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Orange crops squeezed by cold weather, incurable disease

Jaclyn Giovis Jan 19, 2011

Orange juice, an American breakfast table staple, may eventually become a rare treat if damaged crops continue to sour the citrus industry.

For the second consecutive year, Florida farmers have lost much of their crop because of cold weather. As a result, the cost of orange juice is expected to spike this year.

And unfortunately, nature’s havoc isn’t farmers’ only concern. A quick-spreading bacteria, called “citrus greening” is threatening to destroy groves and hurt the citrus industry, USA Today reported.

According to USA Today:

Citrus greening has destroyed groves in the U.S., Brazil, Asia and Africa. Detected in Florida in 2005, it leaves fruit sour, malformed and unusable. Eventually, it kills the tree.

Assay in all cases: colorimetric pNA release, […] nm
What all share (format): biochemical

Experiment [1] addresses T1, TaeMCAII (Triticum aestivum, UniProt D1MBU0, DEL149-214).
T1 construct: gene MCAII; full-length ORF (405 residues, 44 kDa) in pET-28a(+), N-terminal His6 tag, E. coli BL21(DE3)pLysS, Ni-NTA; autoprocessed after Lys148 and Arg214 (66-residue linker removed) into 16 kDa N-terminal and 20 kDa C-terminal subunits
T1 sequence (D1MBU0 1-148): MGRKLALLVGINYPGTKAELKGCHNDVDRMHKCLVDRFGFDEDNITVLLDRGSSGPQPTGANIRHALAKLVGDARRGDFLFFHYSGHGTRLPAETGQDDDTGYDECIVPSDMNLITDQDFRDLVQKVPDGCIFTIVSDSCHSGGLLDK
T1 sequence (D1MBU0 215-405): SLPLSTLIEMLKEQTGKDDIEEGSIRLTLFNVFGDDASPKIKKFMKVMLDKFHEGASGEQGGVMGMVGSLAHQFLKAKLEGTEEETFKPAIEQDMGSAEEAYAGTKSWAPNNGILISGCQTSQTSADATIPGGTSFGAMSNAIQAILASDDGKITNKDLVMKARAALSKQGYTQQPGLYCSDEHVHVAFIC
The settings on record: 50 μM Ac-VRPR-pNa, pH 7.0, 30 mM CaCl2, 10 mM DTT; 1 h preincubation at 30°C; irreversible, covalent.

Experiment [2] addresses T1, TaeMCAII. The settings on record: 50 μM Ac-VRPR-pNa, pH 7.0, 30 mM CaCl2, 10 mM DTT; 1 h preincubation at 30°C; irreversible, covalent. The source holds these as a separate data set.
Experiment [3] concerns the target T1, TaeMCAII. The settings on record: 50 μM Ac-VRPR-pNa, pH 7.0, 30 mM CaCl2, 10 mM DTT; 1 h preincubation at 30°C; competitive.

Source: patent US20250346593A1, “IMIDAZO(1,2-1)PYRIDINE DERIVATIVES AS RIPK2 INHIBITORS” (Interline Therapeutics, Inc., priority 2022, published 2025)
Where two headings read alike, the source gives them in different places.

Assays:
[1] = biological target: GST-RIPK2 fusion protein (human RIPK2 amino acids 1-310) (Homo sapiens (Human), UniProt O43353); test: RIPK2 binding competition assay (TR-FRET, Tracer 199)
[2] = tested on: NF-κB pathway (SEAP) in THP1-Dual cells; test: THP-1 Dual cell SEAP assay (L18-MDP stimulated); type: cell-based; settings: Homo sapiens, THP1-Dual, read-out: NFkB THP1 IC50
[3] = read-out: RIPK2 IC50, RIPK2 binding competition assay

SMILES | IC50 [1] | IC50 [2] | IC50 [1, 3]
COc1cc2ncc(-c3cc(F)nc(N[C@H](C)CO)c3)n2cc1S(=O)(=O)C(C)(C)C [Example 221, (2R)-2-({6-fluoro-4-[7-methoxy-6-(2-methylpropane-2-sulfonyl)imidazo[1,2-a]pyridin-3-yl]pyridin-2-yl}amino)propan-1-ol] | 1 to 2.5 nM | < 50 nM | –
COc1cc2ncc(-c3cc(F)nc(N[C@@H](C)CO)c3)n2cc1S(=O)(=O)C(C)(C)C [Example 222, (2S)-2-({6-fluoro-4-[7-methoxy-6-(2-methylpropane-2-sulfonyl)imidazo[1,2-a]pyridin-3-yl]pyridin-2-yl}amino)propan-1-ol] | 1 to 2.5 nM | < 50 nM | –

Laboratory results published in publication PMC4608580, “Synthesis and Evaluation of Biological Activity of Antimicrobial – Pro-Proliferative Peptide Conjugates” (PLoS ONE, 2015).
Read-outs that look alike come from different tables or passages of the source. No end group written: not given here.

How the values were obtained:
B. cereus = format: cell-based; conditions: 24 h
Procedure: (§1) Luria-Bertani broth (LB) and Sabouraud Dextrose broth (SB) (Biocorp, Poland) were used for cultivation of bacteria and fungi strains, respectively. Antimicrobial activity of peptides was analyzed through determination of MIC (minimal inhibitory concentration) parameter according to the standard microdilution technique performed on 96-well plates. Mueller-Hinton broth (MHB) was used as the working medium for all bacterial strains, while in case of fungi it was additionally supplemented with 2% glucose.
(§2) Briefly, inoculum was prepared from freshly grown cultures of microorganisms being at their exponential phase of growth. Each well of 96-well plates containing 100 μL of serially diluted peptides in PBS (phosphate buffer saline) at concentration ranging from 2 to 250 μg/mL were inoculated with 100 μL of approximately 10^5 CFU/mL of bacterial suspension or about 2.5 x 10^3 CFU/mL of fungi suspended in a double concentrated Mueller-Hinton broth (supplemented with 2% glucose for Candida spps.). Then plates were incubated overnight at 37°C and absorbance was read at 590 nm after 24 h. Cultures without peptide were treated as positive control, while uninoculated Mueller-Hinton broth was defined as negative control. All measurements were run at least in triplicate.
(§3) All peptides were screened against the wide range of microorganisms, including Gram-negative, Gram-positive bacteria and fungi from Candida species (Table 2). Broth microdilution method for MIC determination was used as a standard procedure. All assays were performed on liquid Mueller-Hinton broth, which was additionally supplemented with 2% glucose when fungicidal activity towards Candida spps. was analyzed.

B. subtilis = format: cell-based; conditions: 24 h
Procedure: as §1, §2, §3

The disease has been particularly devastating because it takes years for citrus trees to reach peak production, and the disease targets young trees, making it difficult for growers to replace those that have been lost.

There is no cure for the disease. Hopefully, researchers will find one. But if things get really bad, as they did a few years ago, there’s always hoping that our Brazilian trading partners will have lots of rain — and a bountiful crop.

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